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not on facts or nature; and such as were useless not only in their origin but also in their consequences; and not like those I speak of, useless indeed for the present, but promising infinite utility hereafter. But let men be assured of this, that all subtlety of disputation and discourse, if not applied till after axioms are discovered, is out of season and preposterous; and that the true and proper or at any rate the chief time for subtlety is in weighing experience and in founding axioms thereon; for that other subtlety, though it grasps and snatches at nature, yet can never take hold of her. Certainly what is said of opportunity or fortune is most true of nature; she has a lock in front, but is bald behind.

Lastly, concerning the disdain to receive into natural history things either common, or mean, or over-subtle and in their original condition useless, the answer of the poor woman to the haughty prince, who had rejected her petition as an unworthy thing and beneath his dignity, may be taken for an oracle, -" Then leave off being king.” For most certain it is that he who will not attend to things like these, as being too paltry and minute, can neither win the kingdom of nature nor


govern it.

CXXII. It may be thought also a strange and a harsh thing that we should at once and with one blow set aside all sciences and all authors; and that too without calling in any of the ancients to our aid and support, but relying on our own strength.

And I know that if I had chosen to deal less sincerely, I might easily have found authority for my suggestions by referring them either to the old times before the Greeks (when natural science was perhaps more flourishing, though it made less noise, not having yet having passed into the pipes and trumpets of the Greeks), or even, in part at least, to some of the Greeks themselves; and so gained for them both support and honour; as men of no family devise for themselves by the good help of genealogies the nobility of a descent from some ancient stock. But for my part, relying on the evidence and truth of things, I reject all forms of fiction and imposture; nor do I think that it matters any more to the business in hand, whether the discoveries that shall now be made were long ago known to the ancients, and have their settings and their risings according to the vicissitude of things and course of ages, than it matters to mankind whether the new world be that island of Atlantis with which the ancients were acquainted, or now discovered for the first time. For new discoveries must be sought from the light of nature, not fetched back out of the darkness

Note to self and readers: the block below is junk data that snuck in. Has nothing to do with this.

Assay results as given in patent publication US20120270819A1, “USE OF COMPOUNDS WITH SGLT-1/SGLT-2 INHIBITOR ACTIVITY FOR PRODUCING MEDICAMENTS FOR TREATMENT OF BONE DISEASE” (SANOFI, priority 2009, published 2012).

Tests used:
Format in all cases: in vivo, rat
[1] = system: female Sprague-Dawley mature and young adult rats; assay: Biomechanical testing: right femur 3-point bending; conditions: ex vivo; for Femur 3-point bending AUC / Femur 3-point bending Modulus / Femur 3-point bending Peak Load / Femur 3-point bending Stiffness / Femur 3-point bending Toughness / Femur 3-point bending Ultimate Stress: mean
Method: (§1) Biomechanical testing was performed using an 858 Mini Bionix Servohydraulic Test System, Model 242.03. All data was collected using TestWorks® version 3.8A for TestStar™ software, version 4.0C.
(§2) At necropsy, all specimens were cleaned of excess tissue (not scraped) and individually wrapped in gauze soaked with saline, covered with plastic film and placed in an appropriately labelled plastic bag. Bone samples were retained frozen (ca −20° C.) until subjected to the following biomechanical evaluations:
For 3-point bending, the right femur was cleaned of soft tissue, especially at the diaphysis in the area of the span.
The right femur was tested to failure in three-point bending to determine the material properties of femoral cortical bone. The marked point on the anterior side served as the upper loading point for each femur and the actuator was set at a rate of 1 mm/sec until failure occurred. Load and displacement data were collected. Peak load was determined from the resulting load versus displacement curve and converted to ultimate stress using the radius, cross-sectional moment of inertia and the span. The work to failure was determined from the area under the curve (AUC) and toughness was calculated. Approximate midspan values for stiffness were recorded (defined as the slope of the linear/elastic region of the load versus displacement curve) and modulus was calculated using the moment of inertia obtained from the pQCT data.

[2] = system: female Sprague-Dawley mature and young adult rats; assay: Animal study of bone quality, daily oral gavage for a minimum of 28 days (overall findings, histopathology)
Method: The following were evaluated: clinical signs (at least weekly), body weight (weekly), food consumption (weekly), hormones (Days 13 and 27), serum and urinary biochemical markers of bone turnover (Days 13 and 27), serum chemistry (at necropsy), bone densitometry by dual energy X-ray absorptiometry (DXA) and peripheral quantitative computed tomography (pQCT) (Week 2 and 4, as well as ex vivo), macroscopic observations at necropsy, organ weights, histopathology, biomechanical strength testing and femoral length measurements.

of antiquity. And as for the universality of the censure, certainly if the matter be truly considered, such a censure is not only more probable but more modest too, than a partial one would be. For if the errors had not been rooted in primary notions, there must have been some true discoveries to correct the false. But the errors being fundamental, and not so much of false judgment as of inattention and oversight, it is no wonder that men have not obtained what they have not tried for, nor reached a mark which they never set up, nor finished a course which they never entered on or kept.

And as for the presumption implied in it; certainly if a man undertakes by steadiness of hand and power of eye to describe a straighter line or more perfect circle than any one else, he challenges a comparison of abilities; but if he only says that he with the help of a rule or a pair of compasses can draw a straighter line or a more perfect circle than any one else can by eye and hand alone, he makes no great boast. And this remark, be it observed, applies not merely to this first and inceptive attempt of mine, but to all that shall take the work in band hereafter. For my way of discovering sciences goes far to level men's wits, and leaves but little to individual excellence; because it performs everything by the surest rules and demonstrations. And therefore I attribute my part in all this, as I have often said, rather to good luck than to ability, and account it a birth of time rather than of wit. For certainly chance has something to do with men's thoughts, as well as with their works and deeds.